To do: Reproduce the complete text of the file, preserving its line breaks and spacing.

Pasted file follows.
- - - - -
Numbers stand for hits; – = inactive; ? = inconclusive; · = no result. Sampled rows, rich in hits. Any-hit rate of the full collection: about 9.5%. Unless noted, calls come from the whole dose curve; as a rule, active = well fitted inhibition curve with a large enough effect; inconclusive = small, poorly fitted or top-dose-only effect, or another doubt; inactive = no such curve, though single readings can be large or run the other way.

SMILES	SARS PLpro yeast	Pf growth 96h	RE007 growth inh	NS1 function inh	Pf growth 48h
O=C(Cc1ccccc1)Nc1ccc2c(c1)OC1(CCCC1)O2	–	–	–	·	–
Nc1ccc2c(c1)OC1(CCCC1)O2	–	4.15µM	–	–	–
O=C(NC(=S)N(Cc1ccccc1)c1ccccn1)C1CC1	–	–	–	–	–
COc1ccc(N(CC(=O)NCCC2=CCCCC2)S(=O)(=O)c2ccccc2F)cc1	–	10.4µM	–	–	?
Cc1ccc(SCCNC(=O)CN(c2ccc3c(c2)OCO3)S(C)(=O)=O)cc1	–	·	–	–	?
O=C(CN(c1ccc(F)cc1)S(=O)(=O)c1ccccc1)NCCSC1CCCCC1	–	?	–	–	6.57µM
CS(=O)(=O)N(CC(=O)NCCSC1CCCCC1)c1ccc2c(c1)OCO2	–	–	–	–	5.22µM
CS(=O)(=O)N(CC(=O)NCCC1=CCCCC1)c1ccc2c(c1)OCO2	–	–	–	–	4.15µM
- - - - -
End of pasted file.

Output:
Numbers stand for hits; – = inactive; ? = inconclusive; · = no result. Sampled rows, rich in hits. Any-hit rate of the full collection: about 9.5%. Unless noted, calls come from the whole dose curve; as a rule, active = well fitted inhibition curve with a large enough effect; inconclusive = small, poorly fitted or top-dose-only effect, or another doubt; inactive = no such curve, though single readings can be large or run the other way.

SMILES	SARS PLpro yeast	Pf growth 96h	RE007 growth inh	NS1 function inh	Pf growth 48h
O=C(Cc1ccccc1)Nc1ccc2c(c1)OC1(CCCC1)O2	–	–	–	·	–
Nc1ccc2c(c1)OC1(CCCC1)O2	–	4.15µM	–	–	–
O=C(NC(=S)N(Cc1ccccc1)c1ccccn1)C1CC1	–	–	–	–	–
COc1ccc(N(CC(=O)NCCC2=CCCCC2)S(=O)(=O)c2ccccc2F)cc1	–	10.4µM	–	–	?
Cc1ccc(SCCNC(=O)CN(c2ccc3c(c2)OCO3)S(C)(=O)=O)cc1	–	·	–	–	?
O=C(CN(c1ccc(F)cc1)S(=O)(=O)c1ccccc1)NCCSC1CCCCC1	–	?	–	–	6.57µM
CS(=O)(=O)N(CC(=O)NCCSC1CCCCC1)c1ccc2c(c1)OCO2	–	–	–	–	5.22µM
CS(=O)(=O)N(CC(=O)NCCC1=CCCCC1)c1ccc2c(c1)OCO2	–	–	–	–	4.15µM